There were certain rites of passage you had to go through to earn your spurs as an Italian movie director in the sixties, seventies and eighties. Gothic spooker starring Babs Steele or any cheekboned starlet who vaguely resembled her? Check. Spanish-shot oater as part of an ongoing western series featuring a brand-name anti-hero? Check. Cheapo plastic SF flick encasing your cast in costumes so shiny the studio lights reflected in them? Check. Convoluted contemporary thriller where the plot stops every ten minutes for the Costa-Gavras or Bertolucci-isms to be rudely interrupted for someone in a stylish boutique outfit to have their throat garrotted by somebody else in an equally modish brimmed hat? Check. Mawkish tearjerking drama about a sickly hospitalised preteen who isn’t going to bother writing a Christmas list this year? Check. Cannibal and/or zombie outrage? Goes without saying. Some years ago I even created a fictional filmmaker named ‘Ferdinando Truccari’ (anglicised to ‘Ferdy Fake’) and compiled his extensive and varied filmography to illustrate the very point I’m making – ‘Truccari’ did everything from Bond knockoffs to macaroni Mad Maxes before climaxing his ‘career’ with the inevitable ‘Black Rambo’ (the Bobby Rhodes vehicle that never was, naturally). Somewhere along the way, Ferdinando crafted an adaptation of Poe’s ‘The Black Cat’. Of course he did.
In the real world, ‘The Black Cat’ inexplicably became one of the essential stepping stones for any Italian director, aspiring or established. Fulci staged a version in an English village, ladling on the blood and guts as usual; Luigi Cozzi attempted a bizarre wrap-up of the Three Mothers trilogy using Poe’s title, by all accounts failing to pay his cast and crew in the process if Caroline Munro and her bank manager’s tales of woe are to be believed; and even Argento gave Poe a go, with Harvey Keitel on blistering method form as photographer ‘Rod Usher’. Preceding all of these, giallo maestro Sergio Martino took a stab at walling up half of his cast in IL TUO VIZIO E UNA STANZA CHIUSA E SOLO IO NE HO LA CHIAVE, or YOUR VICE IS A LOCKED ROOM AND ONLY I HAVE THE KEY. Raincoat-garbed punters at U.K. fleapits and triple-screen outlets were spared having to remember all that, being lured in instead by the catchy alternate title EXCITE ME and the promise – for once, fulfilled to a large extent – of seeing the luminous Edwige Fenech in the nip.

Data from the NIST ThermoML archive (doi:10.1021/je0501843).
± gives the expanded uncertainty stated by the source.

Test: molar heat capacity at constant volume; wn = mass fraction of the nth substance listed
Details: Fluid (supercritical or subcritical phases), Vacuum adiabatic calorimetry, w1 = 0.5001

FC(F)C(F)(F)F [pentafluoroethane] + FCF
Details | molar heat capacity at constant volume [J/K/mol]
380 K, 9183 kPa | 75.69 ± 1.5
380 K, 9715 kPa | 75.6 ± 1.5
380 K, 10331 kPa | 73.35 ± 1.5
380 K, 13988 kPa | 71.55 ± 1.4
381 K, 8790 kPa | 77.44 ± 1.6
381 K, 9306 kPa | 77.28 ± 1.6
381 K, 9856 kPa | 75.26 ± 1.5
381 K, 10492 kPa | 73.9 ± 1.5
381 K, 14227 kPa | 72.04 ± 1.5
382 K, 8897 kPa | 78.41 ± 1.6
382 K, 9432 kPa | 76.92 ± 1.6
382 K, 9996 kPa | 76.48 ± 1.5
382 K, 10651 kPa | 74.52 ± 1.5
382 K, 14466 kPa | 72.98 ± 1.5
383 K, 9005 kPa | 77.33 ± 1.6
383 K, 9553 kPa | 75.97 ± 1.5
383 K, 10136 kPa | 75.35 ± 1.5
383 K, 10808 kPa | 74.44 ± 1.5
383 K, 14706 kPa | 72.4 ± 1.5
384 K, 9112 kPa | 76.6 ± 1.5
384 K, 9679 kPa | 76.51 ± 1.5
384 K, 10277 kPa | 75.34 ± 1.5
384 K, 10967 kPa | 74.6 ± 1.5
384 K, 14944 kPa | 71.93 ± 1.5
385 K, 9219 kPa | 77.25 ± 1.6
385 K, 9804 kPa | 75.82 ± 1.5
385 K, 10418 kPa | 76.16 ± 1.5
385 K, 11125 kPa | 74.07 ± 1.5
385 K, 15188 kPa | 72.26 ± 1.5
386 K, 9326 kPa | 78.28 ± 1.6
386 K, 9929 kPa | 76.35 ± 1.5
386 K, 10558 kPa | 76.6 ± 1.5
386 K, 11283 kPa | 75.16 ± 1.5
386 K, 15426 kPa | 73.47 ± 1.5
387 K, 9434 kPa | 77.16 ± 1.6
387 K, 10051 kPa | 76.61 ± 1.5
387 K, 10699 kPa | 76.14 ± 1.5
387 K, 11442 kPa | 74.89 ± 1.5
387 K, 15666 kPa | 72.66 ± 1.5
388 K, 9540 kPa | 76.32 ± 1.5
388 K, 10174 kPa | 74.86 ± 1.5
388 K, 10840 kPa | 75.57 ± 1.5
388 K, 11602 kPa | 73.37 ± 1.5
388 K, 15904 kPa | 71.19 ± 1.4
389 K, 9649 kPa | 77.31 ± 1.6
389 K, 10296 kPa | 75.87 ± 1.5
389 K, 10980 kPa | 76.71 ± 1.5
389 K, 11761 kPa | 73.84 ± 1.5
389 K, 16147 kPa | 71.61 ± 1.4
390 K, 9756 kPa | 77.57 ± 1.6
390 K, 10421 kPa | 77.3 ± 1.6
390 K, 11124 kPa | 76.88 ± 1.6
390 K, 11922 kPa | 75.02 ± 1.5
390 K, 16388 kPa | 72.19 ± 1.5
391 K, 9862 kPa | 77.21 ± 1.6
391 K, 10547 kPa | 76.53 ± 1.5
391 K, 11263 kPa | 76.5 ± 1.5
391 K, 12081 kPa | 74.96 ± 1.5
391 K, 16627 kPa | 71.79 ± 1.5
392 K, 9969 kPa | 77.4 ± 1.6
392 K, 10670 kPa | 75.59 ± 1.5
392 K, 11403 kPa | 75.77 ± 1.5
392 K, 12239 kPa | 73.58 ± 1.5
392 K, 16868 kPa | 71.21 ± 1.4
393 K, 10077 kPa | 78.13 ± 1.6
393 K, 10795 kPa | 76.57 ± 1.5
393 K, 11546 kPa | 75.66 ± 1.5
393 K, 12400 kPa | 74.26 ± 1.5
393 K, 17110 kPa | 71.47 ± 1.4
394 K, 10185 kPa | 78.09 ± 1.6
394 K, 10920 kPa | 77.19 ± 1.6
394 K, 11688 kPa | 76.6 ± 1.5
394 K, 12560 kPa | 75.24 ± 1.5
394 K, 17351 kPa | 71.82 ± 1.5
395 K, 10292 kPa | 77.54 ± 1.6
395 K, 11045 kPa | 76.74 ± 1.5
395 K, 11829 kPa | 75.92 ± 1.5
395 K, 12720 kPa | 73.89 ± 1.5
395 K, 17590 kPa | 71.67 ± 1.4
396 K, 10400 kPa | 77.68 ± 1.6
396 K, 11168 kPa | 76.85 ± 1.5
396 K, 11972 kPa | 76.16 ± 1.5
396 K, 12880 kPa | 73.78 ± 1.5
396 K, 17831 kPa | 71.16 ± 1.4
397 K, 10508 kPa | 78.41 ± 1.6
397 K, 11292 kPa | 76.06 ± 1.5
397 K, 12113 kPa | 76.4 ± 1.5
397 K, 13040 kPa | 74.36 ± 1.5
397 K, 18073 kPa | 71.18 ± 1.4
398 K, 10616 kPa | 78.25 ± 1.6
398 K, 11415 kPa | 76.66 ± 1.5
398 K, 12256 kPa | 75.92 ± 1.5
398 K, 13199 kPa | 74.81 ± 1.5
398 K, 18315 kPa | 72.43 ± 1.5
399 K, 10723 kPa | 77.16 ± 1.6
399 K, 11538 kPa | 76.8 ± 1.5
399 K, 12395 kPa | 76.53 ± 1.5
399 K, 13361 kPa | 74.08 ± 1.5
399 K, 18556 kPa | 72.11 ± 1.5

Edwige takes her tantalising time getting here, turning up over half an hour in but instantly grabbing the viewer’s attention and proceeding to spice up the otherwise traditional “who’s murdering who, who is going to be next and why?” fare on offer here. Like ‘Satan’, the none-more-black moggy who prowls around the outskirts throughout, Edwige doesn’t have a deal of a connection with the main thrust of events but boy are you glad she’s there.
My earlier comment about Martino taking a ‘stab’ at the classic source material is perhaps erroneous, since knives unusually play little part here – instead, the killer (or one of them – heh, heh, heh…) prefers more visually spectacular weaponry in the form of a vicious-looking scythe blade, brought into play in a couple of stunningly directed and edited set-pieces accompanied by the most driving, frantic section of Bruno Nicolai’s masterly score.
Several different characters wear a lavish gown styled upon one sported by Mary Queen of Scots, a treacherous cliff edge comes into prominence more than once, there’s a pavement cafe conversation about the benefits of European integration which makes more sense than anything I’ve heard from David Cameron or Michael Gove during our own current in/out E.U. debates, and even at the point where the plot grinds to a halt, it does so in order for us to watch five minutes of velocity-packed motocross.
The film is also crammed with rounded and well-developed supporting figures, from the bunch of hippies taking nightly advantage of their well-off host’s hospitality to my favourite, the ancient rag-and-bone crone wheezing along on her overloaded trike, all propping up the roll call of such Euro-staples as Anita Strindberg, Luigi Pistilli and Ivan Rassimov. And might YOUR VICE… have been a favourite of one Stanley Kubrick? Ten minutes from the end, there’s the terrifying revelation that a novelist character has simply been spending their working hours typing out the same chilling sentence over and over and over…